Tadeusz Błotnicki’s commemorative plaquette

A commemorative plaquette featuring Jadwiga and Władysław Jagiełło (Jogaila) by Tadeusz Błotnicki is a donation from the company Niedźwiecki i S-ka. It is 46 cm long vertically and 32 cm long horizontally and made in terracotta. On the reverse side, there is the embossed inscription "Niedźwiedzki i Ska Dębniki pod Krakowem" ("Niedzwiedzki and Co, Debniki near Krakow").

The following description is by Róża Książek-Czerwińska, an art historian from the JU Museum. The tactile graphics were prepared by the artist-painter Lech Kolasiński. Thanks to the graphic adaptations, blind and partially sighted persons can now experience the plaquette by touch.

Description

A commemorative plaquette with images of Jadwiga and Władysław Jagiełło for the 500th anniversary of the Jagiellonian University

A reproduction in the tactile graphic format

Upper section

The commemorative plaquette was made on the occasion of the Jubilee year 1900 when the 500th anniversary of the Jagiellonian University was celebrated. Horizontally, the neo-gothic relief is divided into two parts. The upper section features a double profile portrait of Queen Jadwiga and King Władysław Jagiełło, next are two dates, 1400 and 1900, and the coat of arms of the Jagiellonians – the Columns of Giediminas – a geometrised abstract character, maybe an architectonic feature.

On the photos: on the left -"A commemorative plaquette with images of Jadwiga and Władysław Jagiełło for the 500th anniversary of the Jagiellonian University"; on the right - its reproduction in the tactile graphic format.

Royal couple

The royal couple is shown wearing high crowns encrusted with precious stones and topped with stylised Angevin lilies. The profiles of the royal spouses overlap. In the foreground is a profile of the queen, partly obliterated by that of her husband. Jadwiga is shown as a beautiful young woman with a noble, stern face, classic features and long, flowing hair. She is looking ahead, serious and determined. Put slightly to the fore, the profile of Władysław is not fully visible. The king is presented as a handsome, serious-looking man. His Roman nose and a slightly protruding lower jaw suggest a strong character, energy and determination. The faces of the royal couple resemble their images seen on the sarcophagi at the Wawel Cathedral.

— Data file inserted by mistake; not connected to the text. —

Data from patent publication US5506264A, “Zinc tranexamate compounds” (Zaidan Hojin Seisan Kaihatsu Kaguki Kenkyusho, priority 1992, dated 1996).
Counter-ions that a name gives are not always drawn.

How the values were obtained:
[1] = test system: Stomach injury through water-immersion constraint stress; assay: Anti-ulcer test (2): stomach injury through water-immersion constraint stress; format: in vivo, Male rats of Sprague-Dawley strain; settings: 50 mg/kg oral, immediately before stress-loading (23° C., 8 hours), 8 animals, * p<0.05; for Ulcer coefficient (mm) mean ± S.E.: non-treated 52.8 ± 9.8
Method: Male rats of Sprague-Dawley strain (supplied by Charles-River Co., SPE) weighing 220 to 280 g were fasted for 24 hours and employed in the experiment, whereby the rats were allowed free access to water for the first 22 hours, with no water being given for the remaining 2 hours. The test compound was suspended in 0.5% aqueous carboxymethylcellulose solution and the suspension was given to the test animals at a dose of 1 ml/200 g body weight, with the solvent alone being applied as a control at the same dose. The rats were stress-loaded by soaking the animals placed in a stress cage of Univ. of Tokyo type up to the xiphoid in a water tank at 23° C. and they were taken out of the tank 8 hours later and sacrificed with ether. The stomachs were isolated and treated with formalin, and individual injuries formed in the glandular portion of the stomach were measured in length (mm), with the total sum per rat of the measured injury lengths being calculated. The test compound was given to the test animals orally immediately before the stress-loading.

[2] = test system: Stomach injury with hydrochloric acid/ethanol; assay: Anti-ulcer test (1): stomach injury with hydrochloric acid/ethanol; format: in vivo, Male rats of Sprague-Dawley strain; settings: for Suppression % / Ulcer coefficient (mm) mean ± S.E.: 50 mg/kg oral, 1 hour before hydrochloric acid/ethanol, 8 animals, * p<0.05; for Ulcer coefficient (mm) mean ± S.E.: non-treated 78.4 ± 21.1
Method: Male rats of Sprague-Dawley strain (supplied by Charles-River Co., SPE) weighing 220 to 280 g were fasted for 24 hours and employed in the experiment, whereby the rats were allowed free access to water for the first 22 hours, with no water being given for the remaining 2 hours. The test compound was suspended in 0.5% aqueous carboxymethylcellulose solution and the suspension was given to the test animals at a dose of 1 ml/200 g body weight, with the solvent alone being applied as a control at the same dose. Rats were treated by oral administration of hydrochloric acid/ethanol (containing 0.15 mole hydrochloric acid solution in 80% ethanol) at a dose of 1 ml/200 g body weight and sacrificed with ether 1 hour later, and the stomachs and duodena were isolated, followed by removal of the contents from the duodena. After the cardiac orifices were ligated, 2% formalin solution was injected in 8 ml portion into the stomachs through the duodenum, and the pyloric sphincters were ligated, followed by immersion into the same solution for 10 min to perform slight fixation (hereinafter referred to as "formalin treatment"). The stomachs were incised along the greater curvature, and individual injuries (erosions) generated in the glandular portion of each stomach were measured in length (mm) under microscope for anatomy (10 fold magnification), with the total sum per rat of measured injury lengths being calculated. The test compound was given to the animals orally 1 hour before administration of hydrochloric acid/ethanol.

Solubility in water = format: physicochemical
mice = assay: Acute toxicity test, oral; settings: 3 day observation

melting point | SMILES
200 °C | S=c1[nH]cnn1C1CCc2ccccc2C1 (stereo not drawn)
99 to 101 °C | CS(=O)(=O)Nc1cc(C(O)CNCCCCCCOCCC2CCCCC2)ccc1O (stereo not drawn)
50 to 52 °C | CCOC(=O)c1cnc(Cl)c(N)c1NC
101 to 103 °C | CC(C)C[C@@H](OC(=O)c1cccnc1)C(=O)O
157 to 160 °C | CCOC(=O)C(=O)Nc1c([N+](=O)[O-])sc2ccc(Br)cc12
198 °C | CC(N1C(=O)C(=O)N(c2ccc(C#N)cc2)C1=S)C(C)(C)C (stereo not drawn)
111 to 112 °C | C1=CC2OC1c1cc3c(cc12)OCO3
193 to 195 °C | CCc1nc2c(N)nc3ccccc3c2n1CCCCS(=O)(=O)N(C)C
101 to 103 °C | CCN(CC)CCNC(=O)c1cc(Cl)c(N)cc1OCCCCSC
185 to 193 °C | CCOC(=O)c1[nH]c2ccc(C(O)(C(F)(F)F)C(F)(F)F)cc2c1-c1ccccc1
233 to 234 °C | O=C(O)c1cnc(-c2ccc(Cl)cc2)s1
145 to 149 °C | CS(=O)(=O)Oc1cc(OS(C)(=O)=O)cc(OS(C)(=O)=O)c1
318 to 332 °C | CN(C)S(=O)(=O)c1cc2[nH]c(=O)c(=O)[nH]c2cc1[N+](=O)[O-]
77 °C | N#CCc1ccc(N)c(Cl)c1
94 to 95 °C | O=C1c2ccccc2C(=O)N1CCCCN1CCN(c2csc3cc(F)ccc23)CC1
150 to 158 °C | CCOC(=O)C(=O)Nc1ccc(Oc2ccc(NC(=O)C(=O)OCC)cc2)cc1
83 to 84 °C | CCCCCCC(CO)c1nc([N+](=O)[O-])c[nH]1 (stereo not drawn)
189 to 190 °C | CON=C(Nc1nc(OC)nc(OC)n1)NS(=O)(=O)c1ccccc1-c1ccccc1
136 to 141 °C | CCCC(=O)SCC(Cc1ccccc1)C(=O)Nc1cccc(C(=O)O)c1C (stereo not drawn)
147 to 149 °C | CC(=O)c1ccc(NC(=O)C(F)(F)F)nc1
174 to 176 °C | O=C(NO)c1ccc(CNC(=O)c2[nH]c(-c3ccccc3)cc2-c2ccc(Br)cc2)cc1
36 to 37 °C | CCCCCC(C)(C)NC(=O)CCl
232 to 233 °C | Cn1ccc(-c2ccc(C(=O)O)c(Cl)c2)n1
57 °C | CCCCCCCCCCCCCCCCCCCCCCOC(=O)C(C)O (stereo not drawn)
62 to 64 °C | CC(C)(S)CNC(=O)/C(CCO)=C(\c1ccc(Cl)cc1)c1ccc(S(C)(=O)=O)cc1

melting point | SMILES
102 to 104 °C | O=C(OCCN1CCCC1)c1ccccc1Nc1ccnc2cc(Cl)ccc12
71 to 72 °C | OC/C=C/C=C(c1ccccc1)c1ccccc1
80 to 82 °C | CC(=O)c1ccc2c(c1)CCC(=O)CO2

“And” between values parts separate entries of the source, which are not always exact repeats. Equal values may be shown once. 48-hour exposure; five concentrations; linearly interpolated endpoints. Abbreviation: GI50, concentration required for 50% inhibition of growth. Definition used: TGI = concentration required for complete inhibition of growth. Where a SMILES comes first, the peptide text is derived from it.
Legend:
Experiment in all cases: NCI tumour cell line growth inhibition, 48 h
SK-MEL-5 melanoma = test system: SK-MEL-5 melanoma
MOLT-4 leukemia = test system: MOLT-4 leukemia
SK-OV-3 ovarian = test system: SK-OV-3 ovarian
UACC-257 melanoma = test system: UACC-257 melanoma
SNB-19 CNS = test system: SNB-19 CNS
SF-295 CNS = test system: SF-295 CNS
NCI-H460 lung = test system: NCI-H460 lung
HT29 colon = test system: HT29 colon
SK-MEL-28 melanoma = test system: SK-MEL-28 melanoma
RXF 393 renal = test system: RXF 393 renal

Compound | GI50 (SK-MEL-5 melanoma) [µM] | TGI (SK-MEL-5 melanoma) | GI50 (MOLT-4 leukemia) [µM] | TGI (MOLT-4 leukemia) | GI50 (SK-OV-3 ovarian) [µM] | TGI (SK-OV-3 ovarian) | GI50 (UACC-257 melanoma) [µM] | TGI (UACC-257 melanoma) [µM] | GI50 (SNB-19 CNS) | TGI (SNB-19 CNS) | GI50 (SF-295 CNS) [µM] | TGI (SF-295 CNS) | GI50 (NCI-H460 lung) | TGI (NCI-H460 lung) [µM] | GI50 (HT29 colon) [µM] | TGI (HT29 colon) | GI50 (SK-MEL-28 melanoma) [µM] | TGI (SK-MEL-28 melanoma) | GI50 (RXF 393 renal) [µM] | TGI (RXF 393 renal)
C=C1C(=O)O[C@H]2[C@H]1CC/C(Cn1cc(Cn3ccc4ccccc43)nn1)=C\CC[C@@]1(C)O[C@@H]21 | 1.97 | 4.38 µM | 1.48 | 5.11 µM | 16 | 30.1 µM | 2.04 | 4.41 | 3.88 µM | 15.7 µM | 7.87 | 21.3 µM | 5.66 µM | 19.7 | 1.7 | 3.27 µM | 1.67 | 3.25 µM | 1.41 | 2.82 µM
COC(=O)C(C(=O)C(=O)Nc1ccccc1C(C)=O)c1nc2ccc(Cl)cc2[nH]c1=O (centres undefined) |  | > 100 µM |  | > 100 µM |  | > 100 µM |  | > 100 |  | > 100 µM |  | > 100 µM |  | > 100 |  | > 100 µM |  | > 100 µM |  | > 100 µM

Below the portrait

Below the portrait of the royal couple is a Latin inscription made with gothic font: "Regini Poloniae recepimus dyadema ut ipsum regnum claritate doctorum personarum illustrem" ("From the queen of Poland and the kingdom of light we received insignia and illustrious doctors") and below, centrally placed: Poland’s coat of arms, a crowned eagle, that of the Jagiellonian University, two sceptres crossed on a shield, and that of Lithuania, the Pahonia, showing a knight charging on horseback with a sword raised above his head. Most visible is the coat of arms of the Jagiellonian University: it is put slightly to the fore and placed between those of Poland and Lithuania, party obliterating them.

An adaptation made by Lech Kolasiński

On the photo: an adaptation made by Lech Kolasiński.

How it was created

The plaquette was commissioned by the workshop of Józef Niedźwiecki which specialised in manufacturing tile stoves and faience and whose owners used to engage in initiatives promoting the revival of Polish arts and crafts. Adam Kirchmayer, one of the owners, supported the Krakow Heritage Society and was donor to the Technical and Industrial Museum in the city. Executed by the eminent Lviv-based sculptor Tadeusz Błotnicki, the plaquette was shown at exhibitions in Krakow and made the manufacturer popular. At the exhibition which accompanied the first industrial congress in the city, the columnist Karol Rolle offered the following review of the piece: "executed in terracotta, in light yellow so precisely and so perfectly that one just cannot believe it is a product of our workshop, and not some famous foreign one which has been flooding the world with terracotta for years. The price is low, even very low, given the considerable size of the medallion; the moment it commemorates as well as its artistic and meticulous execution make it an object which should adorn a wall in every home" (“Przegląd Ceramiczny” 1901, no 14, p. 117).

Plaquettes featuring the images of Queen Jadwiga and King Władysław Jagiełło can be seen in such places as the National Museum in Krakow, the National Museum in Plock and the Jagiellonian University Museum.